‘Interview’ hacking scandal has all the makings of a Hollywood flick, except the villain may be innocent
As a movie plot it would be gripping, if far-fetched. A rising young comic, who happens to be Canadian, makes a film for a major Hollywood studio, which happens to be Japanese-owned. The film satirizes a named real-life dictator, who – spoiler alert! – meets an explosive end.
The regime in question threatens blue murder at such lèse-majesté. But it is forever blustering, so nobody pays much heed. Weeks before the film’s release, the studio responsible is hacked – to devastating effect. Several forthcoming films (but not the offending one) are uploaded on the internet along with embarrassing internal emails, salary details and other confidential data.
The FBI swiftly fingers the mocked regime. The latter denies culpability, but praises the hack as a “righteous deed.” Then the president of the United States, no less, despite having for six years shown scant interest in the many ongoing concerns posed by this particular rogue state, suddenly springs into action on behalf of the mocking Canadian and the damaged Japanese.
Vowing an appropriate response to the hack, the president chides the studio for capitulation when it at first withdraws the film entirely, after anonymous threats prompt major U.S. cinema chains to cancel screenings. Game, set and match to the lampooned dictator? No! A fresh plot twist in the final reel. Stung into vertebracy, the studio releases the film after all: online and to independent cinemas, less lily-livered. Then the tyranny’s own internet mysteriously crashes, several times. It angrily blames America, crudely insults the U.S. president and vows revenge.
LIFE IMITATES ART
Life imitating art; truth stranger than fiction. The saga of The Interview, Seth Rogen’s comedy film about North Korea and its leader Kim Jong Un for Sony Pictures, is more gripping by far than most holiday TV fare. Mixing high politics and hi-tech with low farce, this is above all a whodunit. The U.S. gospel version makes it a predictable B-movie, with North Korea a cartoon villain and superhero America (after initial wobbles) freedom’s stout defender. Well, maybe.
Who really hacked Sony? Kim Jong Un had the motive, and the means. South Korea, which blames the North for several major cyber-attacks in recent years, claims Pyongyang deploys thousands of highly trained hackers. However, in Sony’s case many experts query the FBI’s attribution on technical and other grounds, regarding disgruntled insiders as more plausible culprits.
Regardless of who did what, the drama rolls on. Sony has no plans to release The Interview in Asia, but netizens find ways. By December 26 at least 300,000 Chinese had watched pirated versions online, mostly with glee: though their government wearily sustains him, “fatty Kim” is much mocked in China. China is also a crucial communications node for North Korea – its hackers, some based there, use Chinese networks – and a media battleground. South Korean soaps and Hollywood movies cross the Yalu into the North, on DVDs and memory sticks.
It is thus a racing certainty that some North Koreans will get to see The Interview. They will watch it at great peril. Given its theme, anyone caught can expect summary execution – or at best a lengthy spell in a gulag whose ghastliness was highlighted by a UN report in February.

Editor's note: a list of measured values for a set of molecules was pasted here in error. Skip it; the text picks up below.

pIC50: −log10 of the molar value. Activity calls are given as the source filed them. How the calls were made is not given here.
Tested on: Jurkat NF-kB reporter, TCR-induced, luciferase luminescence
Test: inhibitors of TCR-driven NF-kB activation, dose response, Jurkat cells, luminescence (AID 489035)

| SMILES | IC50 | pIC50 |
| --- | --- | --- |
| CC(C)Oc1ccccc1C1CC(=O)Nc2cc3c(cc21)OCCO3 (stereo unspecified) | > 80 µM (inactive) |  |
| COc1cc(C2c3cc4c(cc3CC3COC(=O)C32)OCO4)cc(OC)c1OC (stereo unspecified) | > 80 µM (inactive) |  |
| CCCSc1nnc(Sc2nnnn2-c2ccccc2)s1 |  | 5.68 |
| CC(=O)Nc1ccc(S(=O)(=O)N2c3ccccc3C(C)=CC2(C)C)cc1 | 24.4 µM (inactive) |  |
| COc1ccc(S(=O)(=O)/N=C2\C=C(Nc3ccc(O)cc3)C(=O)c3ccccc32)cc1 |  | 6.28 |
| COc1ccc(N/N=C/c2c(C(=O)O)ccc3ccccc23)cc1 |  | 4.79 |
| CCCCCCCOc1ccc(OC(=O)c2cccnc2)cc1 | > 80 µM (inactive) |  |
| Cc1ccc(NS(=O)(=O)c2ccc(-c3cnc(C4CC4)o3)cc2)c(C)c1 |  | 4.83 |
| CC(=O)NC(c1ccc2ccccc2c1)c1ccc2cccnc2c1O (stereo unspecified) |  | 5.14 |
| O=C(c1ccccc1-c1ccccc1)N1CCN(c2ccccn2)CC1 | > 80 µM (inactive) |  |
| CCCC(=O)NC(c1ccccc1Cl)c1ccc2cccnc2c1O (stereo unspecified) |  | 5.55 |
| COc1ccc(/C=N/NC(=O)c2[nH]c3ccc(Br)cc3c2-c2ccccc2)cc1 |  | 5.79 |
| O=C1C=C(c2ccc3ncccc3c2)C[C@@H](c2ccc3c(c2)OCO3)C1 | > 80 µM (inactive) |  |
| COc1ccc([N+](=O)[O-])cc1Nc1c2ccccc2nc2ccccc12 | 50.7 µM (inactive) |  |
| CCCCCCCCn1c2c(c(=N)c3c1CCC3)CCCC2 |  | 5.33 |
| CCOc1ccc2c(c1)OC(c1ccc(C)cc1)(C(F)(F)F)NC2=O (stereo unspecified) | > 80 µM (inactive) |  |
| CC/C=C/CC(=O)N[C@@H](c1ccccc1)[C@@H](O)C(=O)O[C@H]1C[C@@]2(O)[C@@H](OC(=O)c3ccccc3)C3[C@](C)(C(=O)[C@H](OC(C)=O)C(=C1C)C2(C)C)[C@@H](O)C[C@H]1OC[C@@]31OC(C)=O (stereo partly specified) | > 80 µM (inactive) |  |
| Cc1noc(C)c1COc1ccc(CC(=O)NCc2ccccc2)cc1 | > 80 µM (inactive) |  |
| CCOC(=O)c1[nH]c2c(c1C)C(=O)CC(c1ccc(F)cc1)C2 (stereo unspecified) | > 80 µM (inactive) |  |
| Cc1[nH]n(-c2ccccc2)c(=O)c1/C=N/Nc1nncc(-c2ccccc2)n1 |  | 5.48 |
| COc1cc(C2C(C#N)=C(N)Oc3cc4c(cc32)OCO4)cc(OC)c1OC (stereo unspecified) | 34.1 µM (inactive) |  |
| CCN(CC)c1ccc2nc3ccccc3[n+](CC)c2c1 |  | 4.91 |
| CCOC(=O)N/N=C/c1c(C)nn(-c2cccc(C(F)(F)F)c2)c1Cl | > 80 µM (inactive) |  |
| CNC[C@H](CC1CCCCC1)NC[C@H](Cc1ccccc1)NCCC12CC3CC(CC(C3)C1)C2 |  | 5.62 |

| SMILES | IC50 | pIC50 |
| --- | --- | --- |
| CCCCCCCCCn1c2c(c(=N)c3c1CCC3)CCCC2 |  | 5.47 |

Pursuant to that, but elbowed out of the headlines by the hacking furor, on December 22 the UN Security Council discussed North Korean human rights for the first time ever – despite objections from China and Russia, whose veto guarantees that an earlier General Assembly resolution to refer the Kim regime to the International Criminal Court (ICC) will not happen.
NUCLEAR HACKING, TOO
Meanwhile South Korea faces a separate (or is it?) hacking incident. Stolen data about nuclear power stations has been posted online five times since December 15; luckily none so far is of use to terrorists. Local anti-nuclear activists were suspected, but on December 26 a leading Seoul paper, the JoongAng Daily, cited official sources as pointing the finger at Pyongyang.
Despite this, on December 29 South Korea suddenly offered the North ministerial-level talks. Whereas The Interview posits a CIA plot to take out Kim Jong Un, South Korea would rather take him in hand: a much better idea. The line between comedy and tragedy can be a thin one.
A decade ago, an earlier American comedy caper famously lampooned Kim’s father as lonely (with an R). Kim Jong Il, a Hollywood fan and film buff, wisely made little fuss about Team America World Police. Hacker or no, his hot-headed son by contrast has given The Interview huge publicity by rising to its bait. North Koreans who dare watch it, raised in a culture where films are moralizing and didactic, will gasp. They may get a few laughs – and a few ideas too.
2015 is the fourth year in power for North Korea’s third leader. It also marks 70 years since the world’s then superpowers casually (and “temporarily”!) split an innocent peninsula in two: an action that unleashed untold, unending misery in the ensuing decades. No laughing matter.
All of the DPRK’s longstanding threats and concerns – weapons of mass destruction (WMD), human rights abuses and more – remain as troubling as ever. Has The Interview and the furor around it helped, by making more people think about North Korea? Maybe. But mainly it has been a huge distraction. How ironic if the issue which has at last prompted Obama to get to grips with the Kim regime is one where, just for once, the cartoon villain might be innocent.